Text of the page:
Part 5: Share the Joy with the Family
Within a matter of ten days from leaving the family on the farm with remodeled kitchen, I was back in Spain, working my “executive” life, focusing on business growth in the US and following up on the restructuring of both the Swiss and the Dutch companies. Frequent calls were reassuring me that all was well. Patrick II and Terence had begun schooling at the local public school after their earlier school-years in France and then Spain. The US school system was a real shock for them. Let’s let Patrick II & Terence give you their impressions.
From Patrick II
“School in Williamsburg provided a significant contrast to what I was accustomed in Spain. The small school we attended in Cabrera de Mar consisted of two classrooms; one for the boys and one for the girls; in both instances for grades 1-8. School started at 9am and went through noon with a 3 hr time for “siesta”. The school-day finished from 3pm to 5pm. The atmosphere was relaxed, the students were mostly keen on learning their lessons and there was a tremendous amount of respect for the “Maestro”. Although “Sr Miguel” brooked no nonsense in his classroom – with the occasional raps on the head with the blackboard pointer doled out to the dawdlers; nonetheless he received a standing ovation from the students on the first day of class.
“Of course the greatest challenge in Spain was learning a whole new language in short order, as well as a whole new culture, but young children are very adaptable and 6 weeks into the school year we were more or less fluent. It was an unusual, but very old-fashioned approach to teaching. Juggling three different lesson plans to a class of 35 students must have been challenging. Of special note was the fact that he was able to discern who the special students were and always made a point of tailoring his lesson plans to the needs of the children. In some cases working with students whose faculties were simply not up to the rigors he imposed on the majority of the class, and in other cases working with kids who had mastered their lessons in short order and needed greater stimulation. I seem to recall that he spent time teaching one eager 2nd grader the fine points of trigonometry.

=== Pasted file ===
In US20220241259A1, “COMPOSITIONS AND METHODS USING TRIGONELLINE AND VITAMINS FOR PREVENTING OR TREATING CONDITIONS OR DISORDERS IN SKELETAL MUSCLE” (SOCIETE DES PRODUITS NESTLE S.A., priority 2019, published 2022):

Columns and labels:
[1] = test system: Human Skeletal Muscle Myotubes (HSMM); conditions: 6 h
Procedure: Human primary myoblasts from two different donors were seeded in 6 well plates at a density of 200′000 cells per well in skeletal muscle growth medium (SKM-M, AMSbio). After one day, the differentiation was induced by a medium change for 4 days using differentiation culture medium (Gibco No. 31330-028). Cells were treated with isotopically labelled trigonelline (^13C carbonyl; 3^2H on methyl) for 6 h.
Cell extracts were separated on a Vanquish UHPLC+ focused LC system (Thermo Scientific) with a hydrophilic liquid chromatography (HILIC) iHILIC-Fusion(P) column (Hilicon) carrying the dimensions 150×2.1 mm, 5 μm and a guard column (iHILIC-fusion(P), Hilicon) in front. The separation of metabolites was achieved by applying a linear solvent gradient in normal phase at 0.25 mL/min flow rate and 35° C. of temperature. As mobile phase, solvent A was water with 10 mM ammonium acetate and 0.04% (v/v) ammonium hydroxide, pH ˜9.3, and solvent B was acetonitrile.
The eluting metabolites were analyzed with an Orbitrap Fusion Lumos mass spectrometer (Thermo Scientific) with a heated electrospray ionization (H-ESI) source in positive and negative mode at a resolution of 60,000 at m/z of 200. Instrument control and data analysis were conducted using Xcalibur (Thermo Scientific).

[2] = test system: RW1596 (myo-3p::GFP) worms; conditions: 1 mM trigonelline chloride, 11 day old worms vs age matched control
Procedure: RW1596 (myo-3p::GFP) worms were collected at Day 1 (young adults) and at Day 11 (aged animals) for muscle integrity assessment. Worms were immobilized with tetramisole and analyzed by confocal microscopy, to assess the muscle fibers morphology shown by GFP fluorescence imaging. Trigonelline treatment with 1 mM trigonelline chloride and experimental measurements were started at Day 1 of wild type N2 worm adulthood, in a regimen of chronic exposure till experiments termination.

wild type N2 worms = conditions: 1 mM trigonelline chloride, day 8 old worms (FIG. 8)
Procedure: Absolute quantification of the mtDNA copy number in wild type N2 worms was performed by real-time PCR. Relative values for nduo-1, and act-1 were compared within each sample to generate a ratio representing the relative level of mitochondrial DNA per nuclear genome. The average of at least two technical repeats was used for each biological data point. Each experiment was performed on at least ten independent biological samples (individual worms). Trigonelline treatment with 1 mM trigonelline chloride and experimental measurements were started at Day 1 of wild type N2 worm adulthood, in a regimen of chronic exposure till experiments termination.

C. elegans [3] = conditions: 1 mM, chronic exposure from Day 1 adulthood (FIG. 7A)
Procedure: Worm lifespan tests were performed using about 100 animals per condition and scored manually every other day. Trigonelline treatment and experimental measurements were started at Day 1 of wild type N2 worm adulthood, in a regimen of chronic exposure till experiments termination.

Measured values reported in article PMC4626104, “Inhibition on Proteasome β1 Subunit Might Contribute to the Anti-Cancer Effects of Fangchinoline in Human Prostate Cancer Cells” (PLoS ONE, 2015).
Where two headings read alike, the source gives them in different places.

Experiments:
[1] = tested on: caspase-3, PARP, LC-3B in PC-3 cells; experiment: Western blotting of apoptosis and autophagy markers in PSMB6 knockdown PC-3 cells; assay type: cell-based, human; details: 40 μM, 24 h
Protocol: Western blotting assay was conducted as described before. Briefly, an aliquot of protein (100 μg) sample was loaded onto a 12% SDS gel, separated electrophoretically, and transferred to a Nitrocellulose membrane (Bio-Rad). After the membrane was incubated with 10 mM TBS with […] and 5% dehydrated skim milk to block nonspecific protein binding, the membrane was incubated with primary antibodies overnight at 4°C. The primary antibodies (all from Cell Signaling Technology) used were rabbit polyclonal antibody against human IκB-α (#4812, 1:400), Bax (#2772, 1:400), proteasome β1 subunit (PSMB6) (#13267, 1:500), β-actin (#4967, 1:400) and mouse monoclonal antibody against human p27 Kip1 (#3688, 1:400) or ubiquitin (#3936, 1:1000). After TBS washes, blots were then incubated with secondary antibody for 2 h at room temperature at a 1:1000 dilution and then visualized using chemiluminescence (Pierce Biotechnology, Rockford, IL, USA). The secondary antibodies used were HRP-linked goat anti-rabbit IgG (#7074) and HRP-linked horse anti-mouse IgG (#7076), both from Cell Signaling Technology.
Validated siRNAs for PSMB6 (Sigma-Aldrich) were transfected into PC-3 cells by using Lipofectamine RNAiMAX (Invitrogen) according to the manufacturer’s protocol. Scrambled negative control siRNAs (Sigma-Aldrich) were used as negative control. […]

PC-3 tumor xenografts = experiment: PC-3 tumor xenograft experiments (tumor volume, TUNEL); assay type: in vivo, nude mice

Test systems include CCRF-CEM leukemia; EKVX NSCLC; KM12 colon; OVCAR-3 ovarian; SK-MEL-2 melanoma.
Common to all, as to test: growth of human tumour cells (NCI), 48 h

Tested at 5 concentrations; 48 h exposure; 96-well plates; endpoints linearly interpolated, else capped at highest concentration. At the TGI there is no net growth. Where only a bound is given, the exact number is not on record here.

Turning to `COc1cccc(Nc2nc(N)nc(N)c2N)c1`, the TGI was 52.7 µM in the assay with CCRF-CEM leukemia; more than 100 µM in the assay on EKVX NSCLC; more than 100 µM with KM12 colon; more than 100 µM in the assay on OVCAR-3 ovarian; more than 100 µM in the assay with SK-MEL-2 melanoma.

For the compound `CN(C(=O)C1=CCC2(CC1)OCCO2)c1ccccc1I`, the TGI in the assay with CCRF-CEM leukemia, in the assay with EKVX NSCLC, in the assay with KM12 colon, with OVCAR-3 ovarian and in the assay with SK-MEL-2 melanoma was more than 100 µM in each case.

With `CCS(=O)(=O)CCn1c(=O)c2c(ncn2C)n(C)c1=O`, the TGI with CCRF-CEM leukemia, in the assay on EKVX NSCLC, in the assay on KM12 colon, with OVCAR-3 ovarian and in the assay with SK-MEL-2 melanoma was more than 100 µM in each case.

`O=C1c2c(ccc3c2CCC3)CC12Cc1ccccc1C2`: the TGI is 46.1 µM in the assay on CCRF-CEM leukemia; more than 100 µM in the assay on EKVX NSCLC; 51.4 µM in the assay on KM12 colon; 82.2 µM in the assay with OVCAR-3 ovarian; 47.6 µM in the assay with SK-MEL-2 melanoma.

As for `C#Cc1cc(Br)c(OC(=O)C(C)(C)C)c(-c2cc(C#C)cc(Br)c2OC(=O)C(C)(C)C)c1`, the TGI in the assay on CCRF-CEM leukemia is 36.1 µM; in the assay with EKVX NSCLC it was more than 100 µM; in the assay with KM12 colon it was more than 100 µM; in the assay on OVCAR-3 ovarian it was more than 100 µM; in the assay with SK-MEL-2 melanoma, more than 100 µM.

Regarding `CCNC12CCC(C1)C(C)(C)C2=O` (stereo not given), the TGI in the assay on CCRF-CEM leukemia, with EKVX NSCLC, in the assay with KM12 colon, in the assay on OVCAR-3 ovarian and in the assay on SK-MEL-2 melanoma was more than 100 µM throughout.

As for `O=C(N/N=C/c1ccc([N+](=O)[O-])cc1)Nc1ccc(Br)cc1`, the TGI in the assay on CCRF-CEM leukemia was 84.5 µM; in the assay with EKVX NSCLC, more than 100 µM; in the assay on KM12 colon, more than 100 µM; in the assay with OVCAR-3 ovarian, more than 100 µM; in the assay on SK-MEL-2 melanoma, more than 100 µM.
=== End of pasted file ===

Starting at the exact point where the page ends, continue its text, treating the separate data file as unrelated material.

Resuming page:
“Seventh grade is arguably a difficult time for most people and when you add the challenges of a different culture to the uncertainties and insecurities of puberty; that can make for a rather cranky teenager. I can only hope that my parents have since forgiven my sullen moods during that time.
Berkeley Elementary was quite a change of pace from the two-room schoolhouse in Spain. In my mind, no expense had been spared – a dedicated gymnasium, a library with thousands of books and dozens of computers, a full cafeteria with a kitchen (serving industrial food), a large music room, a cavernous art studio stocked with supplies, offices, dozens of buses, lockers, a clinic with a full-time nurse, a program for everything and everyone, a dedicated cleaning staff, a landscape department, fire drills, procedures, standardized tests and on and on. And everyone even used the same textbooks!
After the novelty wore off, it became apparent that the outcome had more to do with who was sitting in front of the classroom than anything else. The old maestro may have had to deal with forty kids in eight grades but I suspect I learned more from that man than from any single teacher at Berkeley. He more than made up for the lack of a curriculum with his years of experience and general wisdom. There were some good teachers at Berkeley, too, and most were better than Rosa, the other teacher from Spain.
In October, the first container had arrived with our furnishings and belongings from the house in Spain. We had even managed to get a formal approval from the State ABC to bring in the content of our extensive Spanish wine cellar. We looked around for a wine cellar where we could store our precious Rioja bottles and found out that in the eighties, wine cellars, or even cellars for that matter, were not terribly widespread in Virginia. There was more furniture than what the little house could hold, so we stored some well packed items in one of the barns.